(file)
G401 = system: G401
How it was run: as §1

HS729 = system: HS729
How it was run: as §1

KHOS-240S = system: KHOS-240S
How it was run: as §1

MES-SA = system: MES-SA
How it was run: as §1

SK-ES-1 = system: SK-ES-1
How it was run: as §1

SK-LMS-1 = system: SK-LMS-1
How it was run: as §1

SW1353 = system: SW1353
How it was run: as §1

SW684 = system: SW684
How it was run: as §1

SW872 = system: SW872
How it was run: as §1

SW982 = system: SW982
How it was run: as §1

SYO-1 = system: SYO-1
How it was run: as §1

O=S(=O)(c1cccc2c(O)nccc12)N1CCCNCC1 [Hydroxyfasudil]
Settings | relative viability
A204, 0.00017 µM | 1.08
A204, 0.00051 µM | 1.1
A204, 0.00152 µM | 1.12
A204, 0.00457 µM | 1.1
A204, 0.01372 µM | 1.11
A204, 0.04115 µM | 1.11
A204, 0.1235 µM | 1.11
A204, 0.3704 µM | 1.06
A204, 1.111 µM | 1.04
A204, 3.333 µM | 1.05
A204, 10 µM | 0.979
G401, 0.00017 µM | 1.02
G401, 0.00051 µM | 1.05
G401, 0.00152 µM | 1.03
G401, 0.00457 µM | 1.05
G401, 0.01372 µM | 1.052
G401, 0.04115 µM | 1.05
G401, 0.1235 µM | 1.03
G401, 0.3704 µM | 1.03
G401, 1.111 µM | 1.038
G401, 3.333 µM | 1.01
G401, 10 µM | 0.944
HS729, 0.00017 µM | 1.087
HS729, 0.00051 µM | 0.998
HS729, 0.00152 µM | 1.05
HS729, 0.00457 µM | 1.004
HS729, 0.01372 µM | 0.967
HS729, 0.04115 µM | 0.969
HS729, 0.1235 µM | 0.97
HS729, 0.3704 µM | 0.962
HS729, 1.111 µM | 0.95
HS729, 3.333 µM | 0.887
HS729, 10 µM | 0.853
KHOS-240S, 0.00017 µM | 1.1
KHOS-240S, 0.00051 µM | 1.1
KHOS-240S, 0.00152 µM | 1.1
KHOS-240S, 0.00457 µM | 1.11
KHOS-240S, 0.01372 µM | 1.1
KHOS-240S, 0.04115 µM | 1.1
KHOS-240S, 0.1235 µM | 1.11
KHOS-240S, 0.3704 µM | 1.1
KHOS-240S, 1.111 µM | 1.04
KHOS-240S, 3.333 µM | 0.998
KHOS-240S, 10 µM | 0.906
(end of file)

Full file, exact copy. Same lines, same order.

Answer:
G401 = system: G401
How it was run: as §1

HS729 = system: HS729
How it was run: as §1

KHOS-240S = system: KHOS-240S
How it was run: as §1

MES-SA = system: MES-SA
How it was run: as §1

SK-ES-1 = system: SK-ES-1
How it was run: as §1

SK-LMS-1 = system: SK-LMS-1
How it was run: as §1

SW1353 = system: SW1353
How it was run: as §1

SW684 = system: SW684
How it was run: as §1

SW872 = system: SW872
How it was run: as §1

SW982 = system: SW982
How it was run: as §1

SYO-1 = system: SYO-1
How it was run: as §1

O=S(=O)(c1cccc2c(O)nccc12)N1CCCNCC1 [Hydroxyfasudil]
Settings | relative viability
A204, 0.00017 µM | 1.08
A204, 0.00051 µM | 1.1
A204, 0.00152 µM | 1.12
A204, 0.00457 µM | 1.1
A204, 0.01372 µM | 1.11
A204, 0.04115 µM | 1.11
A204, 0.1235 µM | 1.11
A204, 0.3704 µM | 1.06
A204, 1.111 µM | 1.04
A204, 3.333 µM | 1.05
A204, 10 µM | 0.979
G401, 0.00017 µM | 1.02
G401, 0.00051 µM | 1.05
G401, 0.00152 µM | 1.03
G401, 0.00457 µM | 1.05
G401, 0.01372 µM | 1.052
G401, 0.04115 µM | 1.05
G401, 0.1235 µM | 1.03
G401, 0.3704 µM | 1.03
G401, 1.111 µM | 1.038
G401, 3.333 µM | 1.01
G401, 10 µM | 0.944
HS729, 0.00017 µM | 1.087
HS729, 0.00051 µM | 0.998
HS729, 0.00152 µM | 1.05
HS729, 0.00457 µM | 1.004
HS729, 0.01372 µM | 0.967
HS729, 0.04115 µM | 0.969
HS729, 0.1235 µM | 0.97
HS729, 0.3704 µM | 0.962
HS729, 1.111 µM | 0.95
HS729, 3.333 µM | 0.887
HS729, 10 µM | 0.853
KHOS-240S, 0.00017 µM | 1.1
KHOS-240S, 0.00051 µM | 1.1
KHOS-240S, 0.00152 µM | 1.1
KHOS-240S, 0.00457 µM | 1.11
KHOS-240S, 0.01372 µM | 1.1
KHOS-240S, 0.04115 µM | 1.1
KHOS-240S, 0.1235 µM | 1.11
KHOS-240S, 0.3704 µM | 1.1
KHOS-240S, 1.111 µM | 1.04
KHOS-240S, 3.333 µM | 0.998
KHOS-240S, 10 µM | 0.906